The 22-year-old Malone was referring to is Michael Porter Jr., yet another of Denver’s recent draft picks. At the time of the 2018 draft, Porter’s stock was communicated by semaphore in red flags—a result of missing the vast majority of his only college season due to a herniated disk requiring two back surgeries. An orthopedic surgeon told SB Nation in 2018 that in cases like Porter’s, the disk is akin to a jelly doughnut with a hole poked in it, except that if pressure were applied, it would leak vital lubricating fluid instead of artificial sweetness. At least one team was reportedly advised to stay away from Porter completely. Others were urged to use extreme caution. Denver accepted the risks in order to draft the kind of talent it wouldn’t be able to add otherwise.

It took Porter a year of rehabilitation before he could even get back on the floor, but that gambit is part of the reason the Nuggets have survived two highly competitive series. Porter can fire jumpers over the top of anyone who guards him, and has been confident enough to not only take big shots, but also demand them. Health willing, he will be a no-questions-asked star in his own right.

“We’re only gonna get better,” Murray says. “MPJ is not even started yet.”


It’s defenders like Harris, Paul Millsap, and Jerami Grant that make putting a rookie on the floor in the playoffs a practical reality. Harris has played his six years with the Nuggets in fits and starts, with one injury derailing his progress after another. The latest sidelined Harris for the first five games of Denver’s first-round series against Utah—until his return changed the very nature of the matchup. With a dogged, instinctive perimeter defender in the mix, Malone could finally piece together lineups that didn’t broadcast their liabilities. Even as Harris’s jumper comes and goes, the Nuggets can rely on his cuts to prey on a tilting defense. No player on Denver’s roster better understands the grooves of the offense and how to navigate them.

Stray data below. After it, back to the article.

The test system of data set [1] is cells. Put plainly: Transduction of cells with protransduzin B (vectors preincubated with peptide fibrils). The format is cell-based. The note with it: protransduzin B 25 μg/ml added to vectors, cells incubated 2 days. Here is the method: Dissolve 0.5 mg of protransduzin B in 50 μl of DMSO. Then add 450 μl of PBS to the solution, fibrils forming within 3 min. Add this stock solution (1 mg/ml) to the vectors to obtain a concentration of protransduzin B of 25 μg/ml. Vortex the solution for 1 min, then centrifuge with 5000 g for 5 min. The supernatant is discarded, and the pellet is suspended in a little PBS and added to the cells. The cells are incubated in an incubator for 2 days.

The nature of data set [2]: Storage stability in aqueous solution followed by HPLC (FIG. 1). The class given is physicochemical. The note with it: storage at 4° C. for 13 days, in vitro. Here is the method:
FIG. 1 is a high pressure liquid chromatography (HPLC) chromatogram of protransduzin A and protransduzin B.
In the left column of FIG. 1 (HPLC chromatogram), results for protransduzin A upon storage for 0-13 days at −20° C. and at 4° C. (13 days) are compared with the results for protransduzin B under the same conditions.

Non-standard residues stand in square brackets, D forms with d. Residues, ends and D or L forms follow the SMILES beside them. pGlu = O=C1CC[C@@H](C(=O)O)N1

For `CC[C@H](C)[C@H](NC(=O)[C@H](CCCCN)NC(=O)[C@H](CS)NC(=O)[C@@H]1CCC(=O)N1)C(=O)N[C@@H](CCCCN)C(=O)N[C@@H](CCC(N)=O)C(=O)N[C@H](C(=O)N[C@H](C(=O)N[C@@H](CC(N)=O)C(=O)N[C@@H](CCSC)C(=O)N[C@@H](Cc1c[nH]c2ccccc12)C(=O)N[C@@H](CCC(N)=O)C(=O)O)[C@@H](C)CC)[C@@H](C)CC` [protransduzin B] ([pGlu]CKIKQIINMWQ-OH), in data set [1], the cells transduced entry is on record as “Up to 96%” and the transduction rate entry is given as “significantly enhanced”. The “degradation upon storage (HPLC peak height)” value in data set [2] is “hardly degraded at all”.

“Early on, I think Gary Harris was the first player on our roster, four or five years ago, that really understood how to play with Nikola, and how he’s gonna make [their] life easier,” Malone says. In the postseason, Harris has seen the biggest bump in efficiency of any Nugget when playing alongside Jokic.

Millsap and Grant are, in essence, the players who most clearly contrast the Nuggets with their Western Conference finals opponent. The Lakers are the kind of organization that could bumble their way through season after season and still land LeBron James in free agency. The Nuggets patiently developed their young players and carefully minded their cap sheet just so they could have a chance to sign a then-32-year-old Millsap, who is now clearly in the latter stages of his career. (That didn’t stop the former All-Star from giving Denver 32 good minutes in Game 7 against the Clippers, in which he was a plus-19.) The Lakers can package all their high draft picks—the spoils of their losing run—into a deal for Anthony Davis, secure in the knowledge that Davis wants to play in Los Angeles. The Nuggets bided their time, waited for another playoff team to dissolve, and traded their own future first-round pick for a consummate role player in Grant.

In doing so, Denver made itself an exceptional case. For many teams in the wing-dominant NBA, the loss of a starting small forward would doom a playoff run before it began. The Nuggets have coped without Will Barton, their third-leading scorer in the regular season, by starting his polar opposite. “For me, what really stands out in today’s NBA is his ability to guard and cover whoever,” Malone said of Grant at his introductory press conference last summer. Without the move to acquire him—and without Grant’s defense against Kawhi Leonard—the Nuggets’ season would already be over.

It’s impossible to separate the triumphs of this team from the mid-market sensibility that informed its creation. The fact that star free agents weren’t lining up to join the Nuggets was what gave Jokic the room to come into his own. Considering the way Jokic developed, Nurkic became a luxury. The patience afforded to Murray and Harris led to invaluable continuity—a kind of shorthand that pays off in the mess of an elimination game. Without the budget to spend on a wing stopper, the Nuggets invested in the development of Torrey Craig—a former leading scorer from a tiny college who reprioritized his game while playing professionally in Australia. Given the financial future of the team, Denver actually traded away a valuable 3-and-D wing in the middle of a contending season. The realities of the market made it all the more necessary for the Nuggets to take smart, long-term chances on players with strong statistical profiles. Some of those projects didn’t pan out. One, Monte Morris, fell to the 51st pick in the draft despite strong indicators in metrics like turnover rate and WARP. Now he works as a reliable backup for a conference finalist.

There are so many ways to win in the NBA, and so many ways to build a team that can. The Nuggets are a model all their own. They work mismatches in a way that’s unlike any other team in the league. They scramble to make more of half-broken possessions than other teams can. They know their reputation as a lesser contender, and they work in defiance of it. “We are just not accepting that someone is better than us,” Jokic said, shortly after eliminating a flashier contender in awesome fashion. The next challenge to that idea will be the greatest yet.